Early-season sillierness

Now let's take a look at players with 50ish innings or so of playing time.

  • Willie Harris (RF): +0.9 (+25.5 UZR/150)
  • Cristian Guzman (2B): +0.0 (+0.5 UZR/150)
  • Adam Kennedy (2B): -0.1 (-7.5 UZR/150)
  • Ryan Zimmerman (3B): -0.2 (-8.4 UZR/150)

Oh noes! Zimmy's glove is broken!  No, not exactly--career, he's +12 UZR/150 at the the hot corner, so expect to see that number come up as the season progresses.  To date, Guzman seems to be showing league average chops at 2B, despite his "discomfort." Let's hope his arm holds up.  Kennedy wouldn't be a terrible replacement there by the look of things so far. TAWH seems to be adapting to RF quite nicely (career, he's +8.7 UZR/150 in the OF, and +17.6 in LF--we'd expect him to be at least +10 in RF, despite his limited playing time there before this season).

Early-season silliestness

Now let's have some fun with the real outliers. These numbers are the fielding equivalent of a relief pitcher with an OPS of 2000 because he got a seeing-eye single in his only AB.  For your amusement, a selection of players with 20 or less innings at a position:

  • Justin Maxwell is king of the RF platoon with an UZR/150 of +296.3!  That's right, he'll win us 27 more games than even Willie Harris!  He's going to be making plays on balls hit to 3B!  He'll be charging sac bunts from RF for DPs!  Okay, that's based on only 10 chances, but how can it be wrong?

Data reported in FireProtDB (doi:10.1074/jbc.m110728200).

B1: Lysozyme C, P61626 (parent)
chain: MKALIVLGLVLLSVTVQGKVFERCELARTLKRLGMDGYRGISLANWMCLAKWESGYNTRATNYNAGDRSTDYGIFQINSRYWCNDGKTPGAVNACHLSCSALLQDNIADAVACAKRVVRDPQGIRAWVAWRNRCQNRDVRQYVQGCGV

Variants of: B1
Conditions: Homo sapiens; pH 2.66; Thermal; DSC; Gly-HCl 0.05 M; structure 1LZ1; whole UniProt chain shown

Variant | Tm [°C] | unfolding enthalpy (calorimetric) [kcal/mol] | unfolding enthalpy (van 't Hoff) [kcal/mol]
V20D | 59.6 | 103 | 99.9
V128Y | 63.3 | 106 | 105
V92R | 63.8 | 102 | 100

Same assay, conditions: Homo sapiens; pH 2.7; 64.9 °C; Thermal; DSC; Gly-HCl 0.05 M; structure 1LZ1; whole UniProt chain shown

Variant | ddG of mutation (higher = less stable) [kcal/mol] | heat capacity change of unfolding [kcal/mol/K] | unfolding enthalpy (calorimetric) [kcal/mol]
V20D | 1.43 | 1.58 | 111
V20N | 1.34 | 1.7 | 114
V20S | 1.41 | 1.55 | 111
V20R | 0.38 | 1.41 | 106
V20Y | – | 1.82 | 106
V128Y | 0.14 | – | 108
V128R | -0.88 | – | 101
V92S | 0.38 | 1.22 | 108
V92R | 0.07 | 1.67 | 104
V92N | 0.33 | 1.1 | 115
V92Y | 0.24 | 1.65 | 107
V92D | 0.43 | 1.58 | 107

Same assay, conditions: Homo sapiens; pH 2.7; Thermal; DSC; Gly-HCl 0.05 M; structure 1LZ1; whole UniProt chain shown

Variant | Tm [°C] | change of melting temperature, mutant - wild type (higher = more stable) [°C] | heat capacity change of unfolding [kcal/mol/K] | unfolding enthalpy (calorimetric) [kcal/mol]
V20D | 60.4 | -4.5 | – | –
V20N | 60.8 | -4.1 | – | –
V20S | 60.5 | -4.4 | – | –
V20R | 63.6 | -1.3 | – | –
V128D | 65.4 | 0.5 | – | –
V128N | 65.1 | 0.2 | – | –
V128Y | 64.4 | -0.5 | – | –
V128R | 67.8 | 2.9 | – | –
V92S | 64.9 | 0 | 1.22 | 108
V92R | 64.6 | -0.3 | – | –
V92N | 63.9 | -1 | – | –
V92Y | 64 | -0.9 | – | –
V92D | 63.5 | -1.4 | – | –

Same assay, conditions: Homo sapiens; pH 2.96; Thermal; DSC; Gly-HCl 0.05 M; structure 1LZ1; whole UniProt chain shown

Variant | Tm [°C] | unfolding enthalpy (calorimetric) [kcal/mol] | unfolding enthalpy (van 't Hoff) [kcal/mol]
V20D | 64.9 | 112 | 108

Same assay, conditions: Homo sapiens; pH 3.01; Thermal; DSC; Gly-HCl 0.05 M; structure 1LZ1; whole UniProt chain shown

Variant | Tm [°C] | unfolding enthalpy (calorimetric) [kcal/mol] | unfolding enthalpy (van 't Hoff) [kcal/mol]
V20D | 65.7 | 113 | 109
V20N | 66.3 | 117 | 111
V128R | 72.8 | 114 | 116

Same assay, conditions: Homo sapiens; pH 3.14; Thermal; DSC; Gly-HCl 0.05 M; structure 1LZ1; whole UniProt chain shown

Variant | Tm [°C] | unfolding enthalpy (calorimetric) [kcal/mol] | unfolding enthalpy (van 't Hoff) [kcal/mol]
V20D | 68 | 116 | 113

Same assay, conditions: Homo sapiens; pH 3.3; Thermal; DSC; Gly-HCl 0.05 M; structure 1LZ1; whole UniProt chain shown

• Cristian Guzman is a disaster in RF, with an UZR/150 of -76.7!  Sure, he's only had 3 chances in 6 innings out there, but haven't we seen enough?  Guz in RF = 100 losses, but J-Max in RF = 100 wins!
  • Willie Harris shows that his true love is LF, with an UZR/150 of +102.9 in the other corner--see what one brilliant catch vs the Mets will do when you only have 10 innings in a position?
  • Alberto Gonzalez and Adam Kennedy each make the case why they should replace the Z-man, racking up UZR/150s of +85.0 and +79.0, respectively--so what if they only have 5 games there between the two of them.
  • Adam Dunn should probably stay at 1B for late-inning defense, as Adam "Dunnside Assistance" Kennedy is tracking a dismal -38.2 UZR/150 on first.... in 17 innings.

What have we learned?

Well, we threw out everything that looked odd (it's noise! low sample size!) and kept everything that matched our expectations (that looks about right!). We've learned how to use advanced metrics to confirm what we thought we knew already, as a certain Nationals manager described in the pre-Opening Day Q&A.  In other words, we can't say much of anything about players' true fielding ability from UZR until we're a lot farther along in the season.  However, I strongly encourage people to argue about Adam Dunn in the comments, anyway.